I know it because you felt very strongly about my ability to bang a big drum to raise awareness around depression – an illness that you battled with all of your life.

I know you wanted me to speak up, so that if anyone else needed a friend or someone to talk to, and was going through the same struggles as you, I’d be able to help them. Privately or publicly.

I know we both felt greatly that the silence around mental illness created such a toxic environment for men, who were expected to – in your words – ‘man up, suffer in silence and get on with it’.

There is a lot I have discovered since you took your own life.

Firstly, while there is no hierarchy of death where one is better than the other, it’s safe to say that living a long life is at the top while a short one is at the bottom. I don’t know where suicide sits, but it’s safe to say, it makes other people REALLY uncomfortable.

I was advised against telling people how you died. And in the initial bizarreness of picking your burial plot and coffin (and being asked whether Robert was an eco-friendly man), I erred on the side of caution.

But by this 30th day, I have realised when the worst, most devastating thing possible happens, you lose the energy to maintain any artifice.

There is also an indignance that rises in me. If you had died of cancer, would I have kept your death or the circumstances a secret? Of course not. There would have been fun runs and cupcakes to kick cancer’s ass.

It was as if the method of your death implied weakness, when I know how hard you fought to stay in this world.

Despite the hand you were dealt, you achieved so much, you loved so deeply, you were gentle and kind and would help anyone who was struggling (even the homeless guy at our local bus shelter who you wanted to let stay on our couch), and you were also the most intelligent man I met – why would I not want to honour that?

And perhaps this speaks volumes about the mountain we have to climb in getting people to understand that mental illness is exactly the same as cancer. It is exactly the same as a cardiac arrest. No amount of love, medical care or money can help prevent it if it’s terminal.

When someone dies from suicide, there is anger directed at the person in a way it isn’t with physical illness. No one goes: “Oh, I can’t BELIEVE Larry died of cancer, how could he?”

In the aftermath, a lot of people have said to me: “I’m angry at him”. There was a lot of that floating around: how you made that choice and left us mired in such deep grief. There was anger at the life you had given up and the people you had left behind.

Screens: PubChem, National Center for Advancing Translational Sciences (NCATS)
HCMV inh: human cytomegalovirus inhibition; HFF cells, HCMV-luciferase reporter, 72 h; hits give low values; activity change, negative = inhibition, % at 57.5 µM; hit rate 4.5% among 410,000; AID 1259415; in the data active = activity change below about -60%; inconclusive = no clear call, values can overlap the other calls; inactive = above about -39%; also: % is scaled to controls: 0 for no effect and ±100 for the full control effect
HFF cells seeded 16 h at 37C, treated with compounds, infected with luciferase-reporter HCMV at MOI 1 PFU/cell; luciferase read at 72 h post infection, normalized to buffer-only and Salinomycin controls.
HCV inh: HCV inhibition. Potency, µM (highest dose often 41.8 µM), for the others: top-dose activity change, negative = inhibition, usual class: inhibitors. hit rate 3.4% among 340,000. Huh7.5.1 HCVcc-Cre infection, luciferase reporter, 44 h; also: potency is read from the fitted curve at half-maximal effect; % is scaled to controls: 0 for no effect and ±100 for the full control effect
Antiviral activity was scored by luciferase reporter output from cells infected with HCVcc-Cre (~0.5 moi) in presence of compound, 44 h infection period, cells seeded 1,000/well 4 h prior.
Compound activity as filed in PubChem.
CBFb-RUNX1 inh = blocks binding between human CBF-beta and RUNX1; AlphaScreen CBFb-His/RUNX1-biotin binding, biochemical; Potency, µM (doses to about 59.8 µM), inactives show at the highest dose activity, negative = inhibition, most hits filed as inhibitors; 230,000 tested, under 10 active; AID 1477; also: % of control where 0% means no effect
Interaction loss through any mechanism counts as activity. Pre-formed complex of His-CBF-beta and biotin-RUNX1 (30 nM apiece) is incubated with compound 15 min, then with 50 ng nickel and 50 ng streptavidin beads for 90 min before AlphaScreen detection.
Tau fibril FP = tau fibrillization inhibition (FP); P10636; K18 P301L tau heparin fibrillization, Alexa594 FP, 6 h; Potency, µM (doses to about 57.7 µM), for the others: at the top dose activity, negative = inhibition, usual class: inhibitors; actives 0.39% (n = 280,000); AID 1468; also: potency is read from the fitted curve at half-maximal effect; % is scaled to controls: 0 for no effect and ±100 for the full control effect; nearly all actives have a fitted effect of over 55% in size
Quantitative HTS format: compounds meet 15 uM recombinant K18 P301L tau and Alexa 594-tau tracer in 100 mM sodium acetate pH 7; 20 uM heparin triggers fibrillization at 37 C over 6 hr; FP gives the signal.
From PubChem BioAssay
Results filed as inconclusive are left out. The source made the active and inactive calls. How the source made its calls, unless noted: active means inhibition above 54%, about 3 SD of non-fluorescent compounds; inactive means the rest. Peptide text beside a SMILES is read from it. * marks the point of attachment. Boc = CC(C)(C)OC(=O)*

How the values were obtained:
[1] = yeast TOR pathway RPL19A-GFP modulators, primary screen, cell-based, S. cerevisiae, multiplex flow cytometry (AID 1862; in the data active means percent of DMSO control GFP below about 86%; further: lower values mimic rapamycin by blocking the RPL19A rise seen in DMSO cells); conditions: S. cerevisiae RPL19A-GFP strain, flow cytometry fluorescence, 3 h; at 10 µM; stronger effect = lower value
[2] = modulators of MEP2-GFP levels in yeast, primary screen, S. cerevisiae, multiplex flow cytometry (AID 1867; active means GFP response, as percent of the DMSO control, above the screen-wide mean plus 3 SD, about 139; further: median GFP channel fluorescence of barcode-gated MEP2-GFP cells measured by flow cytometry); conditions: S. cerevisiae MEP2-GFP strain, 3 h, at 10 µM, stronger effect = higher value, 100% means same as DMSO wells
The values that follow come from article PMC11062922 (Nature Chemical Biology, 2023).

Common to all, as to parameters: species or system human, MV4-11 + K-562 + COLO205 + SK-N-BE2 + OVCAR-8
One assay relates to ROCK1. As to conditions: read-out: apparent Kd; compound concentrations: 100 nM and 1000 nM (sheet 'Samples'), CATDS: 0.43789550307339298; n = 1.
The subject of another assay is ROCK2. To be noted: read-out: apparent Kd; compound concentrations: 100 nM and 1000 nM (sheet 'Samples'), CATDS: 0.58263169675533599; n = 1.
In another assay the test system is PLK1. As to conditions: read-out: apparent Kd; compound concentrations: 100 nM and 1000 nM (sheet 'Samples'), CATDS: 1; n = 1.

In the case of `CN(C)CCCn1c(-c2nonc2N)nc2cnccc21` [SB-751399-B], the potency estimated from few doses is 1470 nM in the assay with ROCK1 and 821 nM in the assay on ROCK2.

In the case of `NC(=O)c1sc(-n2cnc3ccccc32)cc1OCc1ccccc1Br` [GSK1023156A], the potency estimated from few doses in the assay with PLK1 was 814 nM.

And perhaps while this is a completely natural reaction – and I certainly thought ‘How could you do this to me?’ in the first couple of days after your death, I think after a while, we must remember your best, brightest parts.

I’m not saying I have it figured out. I don’t know that I will ever fully understand your decision to end your life.

When I finally mustered up the courage to place my hand on your chest one last time, and I felt how cold you were, your soul evaporated, your eyes never to open again, I understood the finality of it. I understood that any idiot can create life – an episode of 16 and Pregnant will tell you that – but once given, it is a gift and a precious one at that.

I think the anger comes from not knowing we were on rations. It is fuelled by the guilt we all felt.

We should have hugged you more, spent time with you, memorised every part of you, told you we loved you – had just one more day with you – because deep down, we feel that if we did that, you wouldn’t have killed yourself.

The point I am trying to make is that I get it. With suicide, what feels like a choice to other people was not a choice for you. Our love – and you had an ocean of people who felt that way about you – was not going to anchor you to this world when you felt there was no possibility, no hope.

As I write this, there are plenty of people who feel like that. Some of them will not make that terrible, final choice, and some of them will. And although I don’t have the answers yet (maybe in another 30 days), I do know that we must talk about it.

We must make it easier for people to reach out when the blackness threatens to swallow them whole. We must give men the space, voice and understanding to be scared and vulnerable and not see it as weakness. We must say that mental health desperately needs funding, that it should be as top a priority as tackling obesity or cancer.

I’m not saying any of these things would have saved you. But I am saying that I refuse to remember you in anger and shame, when what we had was immense love.

poorna

For Robert Owen Bell, 23 December 1975 – 28 May 2015

If you need help, there is The Samaritans whose helpline is 08457 90 90 90. [UK]